Do you need to get your sales figures up? If you’re the owner of a company that deals with the buying public or even if your job involves sales in some way, that answer is probably, “Yes.”
How Customers Buy… & Why They Don’t by Martyn R. Lewis deals with how customers make buying decisions and why they might decide to go buy what they want somewhere else (if they even buy at all).
The days of being a door-to-door salesman are over, but that doesn’t mean that customers won’t still metaphorically shut the door in your face if your sales strategy isn’t all there. When they walk into your store or even if they’re just looking for the best deal for a new Roomba on DuckDuckGo, they probably have a decent idea of what they want to accomplish but may not respond well to high-pressure sales tactics from salespeople who make a commission on every sale. But they will respond well if you follow the advice in this book from start to finish or at least remember you when they are finally ready to commit to a purchase.
Some things to consider:
- When you are selling a product, do you really need to talk to the CEO, or would you be better off talking to the head of procurement? Who’s actually going to be using the product the most?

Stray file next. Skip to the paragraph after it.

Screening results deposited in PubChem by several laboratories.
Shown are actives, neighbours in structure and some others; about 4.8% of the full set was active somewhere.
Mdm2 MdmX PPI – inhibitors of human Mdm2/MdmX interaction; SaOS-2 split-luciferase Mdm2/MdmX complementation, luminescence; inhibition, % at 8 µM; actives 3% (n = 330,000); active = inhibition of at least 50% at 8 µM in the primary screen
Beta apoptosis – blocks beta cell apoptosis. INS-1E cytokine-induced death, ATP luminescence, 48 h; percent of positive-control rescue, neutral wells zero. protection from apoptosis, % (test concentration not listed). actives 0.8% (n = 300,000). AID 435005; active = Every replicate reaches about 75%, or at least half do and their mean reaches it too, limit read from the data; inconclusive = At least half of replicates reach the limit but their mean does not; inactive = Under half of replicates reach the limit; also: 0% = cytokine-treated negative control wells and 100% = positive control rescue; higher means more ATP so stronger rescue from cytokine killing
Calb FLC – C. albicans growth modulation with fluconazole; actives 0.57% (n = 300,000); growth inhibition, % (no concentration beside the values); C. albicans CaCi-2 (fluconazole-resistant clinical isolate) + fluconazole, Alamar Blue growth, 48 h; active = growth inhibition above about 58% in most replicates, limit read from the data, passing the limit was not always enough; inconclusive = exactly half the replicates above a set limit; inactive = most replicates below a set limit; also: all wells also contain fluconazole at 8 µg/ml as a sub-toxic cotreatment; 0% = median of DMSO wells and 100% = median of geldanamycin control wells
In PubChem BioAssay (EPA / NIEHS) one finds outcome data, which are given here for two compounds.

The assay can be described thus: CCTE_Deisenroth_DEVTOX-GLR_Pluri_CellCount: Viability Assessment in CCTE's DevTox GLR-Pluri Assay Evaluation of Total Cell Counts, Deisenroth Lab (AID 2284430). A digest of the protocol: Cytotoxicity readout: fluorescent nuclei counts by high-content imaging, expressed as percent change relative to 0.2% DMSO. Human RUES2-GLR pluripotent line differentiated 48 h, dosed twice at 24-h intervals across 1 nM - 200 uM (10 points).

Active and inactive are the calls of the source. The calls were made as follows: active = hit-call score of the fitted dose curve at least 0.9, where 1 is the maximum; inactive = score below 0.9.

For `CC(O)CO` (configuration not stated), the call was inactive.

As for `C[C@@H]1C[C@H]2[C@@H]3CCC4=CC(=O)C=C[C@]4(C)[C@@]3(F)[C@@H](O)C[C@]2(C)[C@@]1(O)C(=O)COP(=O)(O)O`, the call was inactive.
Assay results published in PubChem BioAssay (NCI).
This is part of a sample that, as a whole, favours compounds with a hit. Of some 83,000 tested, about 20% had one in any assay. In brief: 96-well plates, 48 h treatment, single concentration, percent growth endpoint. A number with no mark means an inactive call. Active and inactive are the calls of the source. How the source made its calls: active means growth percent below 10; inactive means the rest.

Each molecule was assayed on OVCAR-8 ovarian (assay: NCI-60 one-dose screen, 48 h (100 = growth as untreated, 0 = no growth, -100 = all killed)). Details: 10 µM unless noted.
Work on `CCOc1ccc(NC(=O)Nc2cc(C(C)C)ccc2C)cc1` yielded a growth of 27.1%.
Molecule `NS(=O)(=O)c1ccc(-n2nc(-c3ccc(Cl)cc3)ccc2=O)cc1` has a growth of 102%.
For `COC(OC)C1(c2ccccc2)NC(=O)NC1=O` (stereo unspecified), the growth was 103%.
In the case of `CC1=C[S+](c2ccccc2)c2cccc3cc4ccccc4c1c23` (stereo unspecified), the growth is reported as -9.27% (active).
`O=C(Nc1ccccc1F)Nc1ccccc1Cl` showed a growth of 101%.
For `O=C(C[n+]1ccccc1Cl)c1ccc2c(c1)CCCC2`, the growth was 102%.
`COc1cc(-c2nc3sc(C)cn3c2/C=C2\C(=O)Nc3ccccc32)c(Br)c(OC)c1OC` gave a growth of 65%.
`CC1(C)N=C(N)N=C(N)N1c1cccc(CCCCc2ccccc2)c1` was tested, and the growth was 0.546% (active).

- Can you solve a problem the potential buyer has?
- Can you talk to the people who already know exactly what they want?
- Can you handle it if the “man of the house” is not the only one making the buying decision or steps aside because somebody else is making the final call?
- Can you handle it if the customer raises concerns about a product, takes their time making a choice, or even shows willingness to walk away because they think they can do better somewhere else?
- Who’s your target audience? What motivates them to buy? What marketing strategies would work best? Can you establish yourself as someone who truly understands your products and the problems they solve rather than just using the latest buzzwords?
How Customers Buy covers all these topics in a way that content writers often call “evergreen.” It’s information that’s as likely to apply 10-20 years in the future as it does now. Because how people buy hasn’t changed a whole lot now that door-to-door salesmen have mostly been replaced by online search engines and online product reviews. And even online, customers can as easily find a good place on a gadget on Best Buy as on Amazon … if they buy at all.